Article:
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Submitted by on 1, November 23, 2009 – 5:04 pmNo Comment
A worker cleans up the shoreline along Bay Farm Island, just off the side of the bridge.

Finally! Here’s the update from the East Bay Regional Park District’s Mark Ragatz:

Matt Graul and I just returned from a beach inspection of the closed section of Crown Beach and we found very few tar balls over the 1.5 mile length of the beach from Grand to Westline. We were accompanied on the inspection by representatives from Fish & Game OSPR, the US Coast Guard, and the RP. We found that the areas where there had been tar balls last week that were both significant in number and size, are much cleaner and the risk to beachgoers of getting oil on their feet has decreased significantly. In addition, the ponds left at low tide no longer show any significant sheen.

The cleanup crews that visited the park on Friday and Saturday, after the storm event, found over 9 lbs. of sand covered tar balls. The same crews found over 25 lbs the previous weekend, and this morning we found less than ½ lb. in the 1.5 mile stretch of beach. The cleanup crews will continue to clean the beach as it is now in a Monitoring and Maintenance phase. Crews will be at the park Monday, Tuesday and Wednesday, and then again on Saturday. We will meet again with the SCAT and UC representatives next Monday to discuss the continuing cleanup.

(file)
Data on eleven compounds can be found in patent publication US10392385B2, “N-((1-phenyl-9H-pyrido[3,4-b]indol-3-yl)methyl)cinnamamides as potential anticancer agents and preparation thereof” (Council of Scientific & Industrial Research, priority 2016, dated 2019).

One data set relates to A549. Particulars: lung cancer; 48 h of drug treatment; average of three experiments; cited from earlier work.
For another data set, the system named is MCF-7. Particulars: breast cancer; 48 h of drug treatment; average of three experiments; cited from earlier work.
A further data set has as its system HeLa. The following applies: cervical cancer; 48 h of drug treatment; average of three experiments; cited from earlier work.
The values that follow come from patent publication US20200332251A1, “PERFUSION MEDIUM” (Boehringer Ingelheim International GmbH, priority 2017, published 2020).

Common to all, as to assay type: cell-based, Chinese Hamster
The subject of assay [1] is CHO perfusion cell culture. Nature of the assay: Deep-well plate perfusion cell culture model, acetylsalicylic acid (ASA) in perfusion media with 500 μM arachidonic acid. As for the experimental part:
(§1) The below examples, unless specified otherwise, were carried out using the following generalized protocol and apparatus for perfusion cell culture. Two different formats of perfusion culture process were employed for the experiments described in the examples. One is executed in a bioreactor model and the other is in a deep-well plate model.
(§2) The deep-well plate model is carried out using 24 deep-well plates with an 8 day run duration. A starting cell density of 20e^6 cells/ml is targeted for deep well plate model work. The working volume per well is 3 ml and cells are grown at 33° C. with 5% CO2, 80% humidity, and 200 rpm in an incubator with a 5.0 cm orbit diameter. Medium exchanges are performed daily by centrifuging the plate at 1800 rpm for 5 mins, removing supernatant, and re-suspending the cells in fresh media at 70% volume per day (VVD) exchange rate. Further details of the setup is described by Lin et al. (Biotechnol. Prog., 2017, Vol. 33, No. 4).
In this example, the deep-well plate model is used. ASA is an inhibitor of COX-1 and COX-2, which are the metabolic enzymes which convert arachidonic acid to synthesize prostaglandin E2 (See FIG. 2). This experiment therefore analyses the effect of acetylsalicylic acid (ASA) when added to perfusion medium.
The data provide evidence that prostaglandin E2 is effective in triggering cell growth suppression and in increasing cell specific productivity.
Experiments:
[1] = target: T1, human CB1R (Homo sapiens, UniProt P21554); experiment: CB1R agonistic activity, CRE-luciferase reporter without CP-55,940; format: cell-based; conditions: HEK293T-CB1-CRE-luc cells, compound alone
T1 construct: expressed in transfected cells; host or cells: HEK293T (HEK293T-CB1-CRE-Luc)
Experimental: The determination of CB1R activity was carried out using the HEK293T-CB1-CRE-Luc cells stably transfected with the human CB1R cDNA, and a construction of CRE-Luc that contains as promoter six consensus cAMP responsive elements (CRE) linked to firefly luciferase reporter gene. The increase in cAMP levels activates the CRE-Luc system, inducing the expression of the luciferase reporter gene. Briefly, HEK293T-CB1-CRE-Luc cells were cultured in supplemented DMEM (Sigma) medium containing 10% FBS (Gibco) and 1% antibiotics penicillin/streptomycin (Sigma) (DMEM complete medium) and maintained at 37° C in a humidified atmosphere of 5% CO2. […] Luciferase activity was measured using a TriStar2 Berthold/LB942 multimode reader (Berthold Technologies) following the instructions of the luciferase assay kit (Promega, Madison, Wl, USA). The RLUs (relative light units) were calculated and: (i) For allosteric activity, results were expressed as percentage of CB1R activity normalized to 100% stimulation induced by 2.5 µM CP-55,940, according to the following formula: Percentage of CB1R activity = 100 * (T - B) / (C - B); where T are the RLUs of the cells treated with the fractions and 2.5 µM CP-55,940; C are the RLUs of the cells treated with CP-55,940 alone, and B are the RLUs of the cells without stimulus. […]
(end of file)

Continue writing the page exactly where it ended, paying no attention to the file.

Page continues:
Park crews will replace the Beach Closure signs with the Tar Ball Informational signs and will remove the yellow caution tape this afternoon.

Oh, and a fishing and shellfish gathering ban remains in effect for the shoreline from Alameda Point to the southern tip of Oakland International Airport.

The beach has been closed since October 30 following an oil spill that dumped 422 gallons of fuel oil on the deck of the Dubai Star tanker vessel and into San Francisco Bay. State investigators believe the spill, which fouled miles of Alameda shoreline and killed dozens of local birds and has so far cost $7.2 million to clean up, was caused when one of the ship’s gas tanks overflowed.

The northern portion of Crown Beach in Crab Cove reopened on November 14, but the southern stretch remained closed as tar ball continued to wash ashore.

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